Continuing Success With CityBuild
This month, cycle 34 of CityBuild Academy graduated, with instructors, friends, and family participating on Zoom. SF Building Trades President Larry Mazzola Jr. and I attended and offered closing remarks.
Of the 49 candidates who started this cycle, 40 graduated, and, as of graduation night, 31 had already been placed in a union apprenticeship. Those are excellent numbers.
While many might claim to provide construction readiness training, we know that the CityBuild program is really the only game in town, in that it offers legitimate NABTU Multicraft Core Curriculum (MC3) certification.
How is CityBuild able to offer such a certification? It’s all thanks to a partnership between the training agency and the Building Trades. This partnership connects our communities to our hiring halls and builds upon the existing local outreach and hiring efforts our affiliates do year-round. The partnership also means that we have a way to measure success — not just by the course-completion metric, but also by the number of graduates that are entering real construction careers as union members.
All of this could not be accomplished without the hard work of the staff at CityBuild, who work for the mayor’s Office of Economic and Workforce Development, City College, and Mission Hiring Hall.
A special thanks goes out to our unions that provided hands-on instruction this cycle: Northern California Carpenters Regional Council and the Carpenter’s Training Committee for Northern California; LiUNA! Northern California District Council of Laborers and the Laborer’s Training Center; DC 16 introduction to the craft; Cement Masons Local 300; Plasterers/Fireproofers Local 66L; and Ironworkers Local 377.
Electing Our Own
With every report from Sacramento, we are reminded why we need more labor champions in the state legislature. We’ve seen the power of having union leaders elected to the California Senate and Assembly — champions such as Connie Leyva, Maria Elena Durazo, and Lorena Gonzalez.
We need more individuals who carry a union card and stand up relentlessly for our issues. We need more people who will frame debates and policy questions around the needs of laborers rather than corporate lobbyists. We need more representatives who come from the working class and are willing to fight like hell for the working class.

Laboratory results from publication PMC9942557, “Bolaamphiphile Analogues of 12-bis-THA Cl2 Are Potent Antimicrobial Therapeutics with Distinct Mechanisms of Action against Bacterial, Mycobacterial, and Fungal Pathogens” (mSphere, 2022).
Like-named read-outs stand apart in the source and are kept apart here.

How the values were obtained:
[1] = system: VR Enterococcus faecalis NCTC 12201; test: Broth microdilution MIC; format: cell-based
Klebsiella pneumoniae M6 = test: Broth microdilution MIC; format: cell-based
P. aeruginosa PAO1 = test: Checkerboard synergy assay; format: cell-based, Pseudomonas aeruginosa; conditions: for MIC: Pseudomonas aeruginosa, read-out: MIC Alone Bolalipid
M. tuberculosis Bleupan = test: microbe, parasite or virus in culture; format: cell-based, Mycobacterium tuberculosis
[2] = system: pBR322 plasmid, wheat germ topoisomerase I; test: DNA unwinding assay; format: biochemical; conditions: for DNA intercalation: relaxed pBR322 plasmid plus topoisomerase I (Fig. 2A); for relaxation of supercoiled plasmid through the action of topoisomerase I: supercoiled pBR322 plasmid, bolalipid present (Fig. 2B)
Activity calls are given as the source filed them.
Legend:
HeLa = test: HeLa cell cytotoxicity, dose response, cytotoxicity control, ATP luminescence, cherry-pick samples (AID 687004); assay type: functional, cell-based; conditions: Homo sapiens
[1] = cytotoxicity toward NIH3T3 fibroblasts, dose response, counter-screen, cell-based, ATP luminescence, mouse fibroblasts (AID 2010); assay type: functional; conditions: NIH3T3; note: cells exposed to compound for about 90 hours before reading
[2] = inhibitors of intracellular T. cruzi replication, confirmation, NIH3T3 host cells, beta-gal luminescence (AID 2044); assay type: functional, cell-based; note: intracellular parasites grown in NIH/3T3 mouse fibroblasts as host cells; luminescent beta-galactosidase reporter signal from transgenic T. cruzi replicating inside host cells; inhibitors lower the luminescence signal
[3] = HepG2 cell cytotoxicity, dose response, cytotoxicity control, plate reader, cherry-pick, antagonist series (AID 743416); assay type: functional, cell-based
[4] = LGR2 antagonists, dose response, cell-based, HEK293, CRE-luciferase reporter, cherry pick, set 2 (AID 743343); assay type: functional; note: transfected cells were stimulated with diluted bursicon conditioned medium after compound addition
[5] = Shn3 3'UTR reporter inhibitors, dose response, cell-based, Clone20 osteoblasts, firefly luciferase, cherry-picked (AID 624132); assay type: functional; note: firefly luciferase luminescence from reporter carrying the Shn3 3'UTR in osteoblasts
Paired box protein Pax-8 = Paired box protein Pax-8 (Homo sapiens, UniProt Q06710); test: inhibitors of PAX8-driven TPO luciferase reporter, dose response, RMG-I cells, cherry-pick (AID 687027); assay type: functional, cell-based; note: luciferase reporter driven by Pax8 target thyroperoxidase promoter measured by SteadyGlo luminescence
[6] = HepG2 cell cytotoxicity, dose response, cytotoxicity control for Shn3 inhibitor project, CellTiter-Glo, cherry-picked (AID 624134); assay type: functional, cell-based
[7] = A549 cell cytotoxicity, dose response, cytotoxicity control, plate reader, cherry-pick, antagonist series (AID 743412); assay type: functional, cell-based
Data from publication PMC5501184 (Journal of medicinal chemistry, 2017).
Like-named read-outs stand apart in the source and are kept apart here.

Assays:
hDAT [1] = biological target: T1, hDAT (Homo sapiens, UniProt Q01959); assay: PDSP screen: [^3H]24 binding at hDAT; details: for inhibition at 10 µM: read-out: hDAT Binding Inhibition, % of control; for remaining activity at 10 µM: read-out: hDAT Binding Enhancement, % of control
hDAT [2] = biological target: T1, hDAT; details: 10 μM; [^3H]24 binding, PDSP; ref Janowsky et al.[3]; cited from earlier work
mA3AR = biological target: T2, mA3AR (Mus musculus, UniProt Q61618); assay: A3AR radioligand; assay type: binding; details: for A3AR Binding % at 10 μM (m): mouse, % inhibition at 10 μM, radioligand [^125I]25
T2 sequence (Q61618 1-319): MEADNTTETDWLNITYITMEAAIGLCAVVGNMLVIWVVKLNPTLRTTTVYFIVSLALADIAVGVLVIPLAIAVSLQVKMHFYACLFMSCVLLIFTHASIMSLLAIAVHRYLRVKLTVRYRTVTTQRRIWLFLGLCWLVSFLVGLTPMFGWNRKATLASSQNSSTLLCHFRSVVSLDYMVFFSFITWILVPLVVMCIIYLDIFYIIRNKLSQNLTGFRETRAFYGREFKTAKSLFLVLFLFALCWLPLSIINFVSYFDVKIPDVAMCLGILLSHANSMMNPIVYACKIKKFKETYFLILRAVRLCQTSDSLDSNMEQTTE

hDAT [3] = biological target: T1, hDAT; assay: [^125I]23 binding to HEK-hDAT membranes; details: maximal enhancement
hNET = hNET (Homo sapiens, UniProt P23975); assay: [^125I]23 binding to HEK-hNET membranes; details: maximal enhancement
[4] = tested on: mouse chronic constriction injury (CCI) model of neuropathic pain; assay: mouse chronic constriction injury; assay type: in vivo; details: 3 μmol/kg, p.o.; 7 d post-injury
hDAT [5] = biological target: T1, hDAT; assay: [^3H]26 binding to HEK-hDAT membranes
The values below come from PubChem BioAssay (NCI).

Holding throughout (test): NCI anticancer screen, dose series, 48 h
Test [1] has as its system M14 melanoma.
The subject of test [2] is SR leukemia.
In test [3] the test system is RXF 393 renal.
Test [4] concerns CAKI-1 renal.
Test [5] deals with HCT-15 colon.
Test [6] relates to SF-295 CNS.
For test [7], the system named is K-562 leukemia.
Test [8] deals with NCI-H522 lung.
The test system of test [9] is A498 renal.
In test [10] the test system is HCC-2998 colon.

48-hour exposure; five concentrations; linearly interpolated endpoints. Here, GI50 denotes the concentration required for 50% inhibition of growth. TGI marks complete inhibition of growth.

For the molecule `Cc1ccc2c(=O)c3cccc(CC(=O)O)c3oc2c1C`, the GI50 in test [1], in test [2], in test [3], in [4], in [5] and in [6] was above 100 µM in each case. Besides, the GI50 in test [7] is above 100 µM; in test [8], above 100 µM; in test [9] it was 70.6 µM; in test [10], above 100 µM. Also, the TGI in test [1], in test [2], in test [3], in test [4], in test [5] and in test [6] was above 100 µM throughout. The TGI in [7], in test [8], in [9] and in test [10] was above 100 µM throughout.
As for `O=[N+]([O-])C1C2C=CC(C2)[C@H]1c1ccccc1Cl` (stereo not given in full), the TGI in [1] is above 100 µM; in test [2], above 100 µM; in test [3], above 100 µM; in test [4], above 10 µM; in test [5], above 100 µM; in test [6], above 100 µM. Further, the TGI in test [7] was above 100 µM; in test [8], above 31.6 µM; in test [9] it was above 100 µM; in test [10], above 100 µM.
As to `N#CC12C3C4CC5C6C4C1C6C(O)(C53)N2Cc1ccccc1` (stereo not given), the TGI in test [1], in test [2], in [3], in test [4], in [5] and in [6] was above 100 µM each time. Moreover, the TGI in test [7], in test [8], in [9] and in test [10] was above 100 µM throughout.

Well, those of us who live in Assembly District 18 (that’s you, residents of Alameda, Oakland, and San Leandro) have the chance to send one of our own to the California Assembly by mail-in ballot on June 29: Malia Vella, who is profiled in this month’s edition of Organized Labor, is a Teamster business representative and staff attorney elected Vice Mayor of Alameda, and she also happens to be a candidate for State Assembly.
Having worked alongside Vella as a Teamster, I can vouch for her work ethic and unwavering support for working families.
Pride: Remember the Radicalism
While there won’t be a parade this year, there will be plenty of celebrations around the city for Pride Month. I hope that, amid the corporate branding and advertising, we can all take a moment to recall the history of this important time.
The Stonewall Riot of 1969 in New York was a pivotal moment for our siblings in the LGBTQ movement. Like many uprisings, it occurred as an equal, opposite, and very necessary reaction to an unjust legal system, rampant discrimination, and violence against LGBTQ people.
During Pride, I like to revisit the work and lives of Supervisor Harvey Milk, then-president Allan Baird of Teamsters Local 921, and the late Howard Wallace. They showed us the power of unity during the Coors boycott, and their legacy lives on through the stories of those who survived, like Cleve Jones (Unite Here), and through the activism of our own members.